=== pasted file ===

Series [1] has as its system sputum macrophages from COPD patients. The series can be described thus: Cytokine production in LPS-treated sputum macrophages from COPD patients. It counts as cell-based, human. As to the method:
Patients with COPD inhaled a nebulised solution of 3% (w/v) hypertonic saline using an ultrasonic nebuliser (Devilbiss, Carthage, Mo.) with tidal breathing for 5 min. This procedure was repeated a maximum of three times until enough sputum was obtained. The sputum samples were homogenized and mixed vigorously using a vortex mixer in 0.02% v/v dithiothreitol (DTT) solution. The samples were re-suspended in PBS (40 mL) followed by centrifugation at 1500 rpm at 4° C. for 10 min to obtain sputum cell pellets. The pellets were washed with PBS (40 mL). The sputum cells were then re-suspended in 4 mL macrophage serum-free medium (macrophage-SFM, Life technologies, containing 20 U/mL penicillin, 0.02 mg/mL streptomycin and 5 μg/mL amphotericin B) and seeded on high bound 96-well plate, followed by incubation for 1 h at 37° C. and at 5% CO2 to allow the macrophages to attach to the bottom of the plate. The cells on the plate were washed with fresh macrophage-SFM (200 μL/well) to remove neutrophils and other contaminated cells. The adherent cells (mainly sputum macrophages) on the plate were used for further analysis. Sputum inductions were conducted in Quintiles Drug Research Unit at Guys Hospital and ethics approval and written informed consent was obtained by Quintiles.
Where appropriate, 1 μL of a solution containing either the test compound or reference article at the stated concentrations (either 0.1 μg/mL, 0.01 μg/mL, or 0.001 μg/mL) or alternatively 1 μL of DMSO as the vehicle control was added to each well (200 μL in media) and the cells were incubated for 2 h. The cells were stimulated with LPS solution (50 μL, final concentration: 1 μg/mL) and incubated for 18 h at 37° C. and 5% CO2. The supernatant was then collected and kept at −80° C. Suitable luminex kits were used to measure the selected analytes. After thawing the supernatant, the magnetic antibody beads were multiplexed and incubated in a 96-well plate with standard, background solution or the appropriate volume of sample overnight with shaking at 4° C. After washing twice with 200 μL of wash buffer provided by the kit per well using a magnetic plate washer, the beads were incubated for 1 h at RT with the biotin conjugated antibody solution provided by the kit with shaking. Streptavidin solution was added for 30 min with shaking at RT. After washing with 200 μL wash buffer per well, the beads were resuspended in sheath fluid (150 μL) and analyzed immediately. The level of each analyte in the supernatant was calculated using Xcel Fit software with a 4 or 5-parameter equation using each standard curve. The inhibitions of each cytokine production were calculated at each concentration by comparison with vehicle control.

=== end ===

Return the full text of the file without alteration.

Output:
Series [1] has as its system sputum macrophages from COPD patients. The series can be described thus: Cytokine production in LPS-treated sputum macrophages from COPD patients. It counts as cell-based, human. As to the method:
Patients with COPD inhaled a nebulised solution of 3% (w/v) hypertonic saline using an ultrasonic nebuliser (Devilbiss, Carthage, Mo.) with tidal breathing for 5 min. This procedure was repeated a maximum of three times until enough sputum was obtained. The sputum samples were homogenized and mixed vigorously using a vortex mixer in 0.02% v/v dithiothreitol (DTT) solution. The samples were re-suspended in PBS (40 mL) followed by centrifugation at 1500 rpm at 4° C. for 10 min to obtain sputum cell pellets. The pellets were washed with PBS (40 mL). The sputum cells were then re-suspended in 4 mL macrophage serum-free medium (macrophage-SFM, Life technologies, containing 20 U/mL penicillin, 0.02 mg/mL streptomycin and 5 μg/mL amphotericin B) and seeded on high bound 96-well plate, followed by incubation for 1 h at 37° C. and at 5% CO2 to allow the macrophages to attach to the bottom of the plate. The cells on the plate were washed with fresh macrophage-SFM (200 μL/well) to remove neutrophils and other contaminated cells. The adherent cells (mainly sputum macrophages) on the plate were used for further analysis. Sputum inductions were conducted in Quintiles Drug Research Unit at Guys Hospital and ethics approval and written informed consent was obtained by Quintiles.
Where appropriate, 1 μL of a solution containing either the test compound or reference article at the stated concentrations (either 0.1 μg/mL, 0.01 μg/mL, or 0.001 μg/mL) or alternatively 1 μL of DMSO as the vehicle control was added to each well (200 μL in media) and the cells were incubated for 2 h. The cells were stimulated with LPS solution (50 μL, final concentration: 1 μg/mL) and incubated for 18 h at 37° C. and 5% CO2. The supernatant was then collected and kept at −80° C. Suitable luminex kits were used to measure the selected analytes. After thawing the supernatant, the magnetic antibody beads were multiplexed and incubated in a 96-well plate with standard, background solution or the appropriate volume of sample overnight with shaking at 4° C. After washing twice with 200 μL of wash buffer provided by the kit per well using a magnetic plate washer, the beads were incubated for 1 h at RT with the biotin conjugated antibody solution provided by the kit with shaking. Streptavidin solution was added for 30 min with shaking at RT. After washing with 200 μL wash buffer per well, the beads were resuspended in sheath fluid (150 μL) and analyzed immediately. The level of each analyte in the supernatant was calculated using Xcel Fit software with a 4 or 5-parameter equation using each standard curve. The inhibitions of each cytokine production were calculated at each concentration by comparison with vehicle control.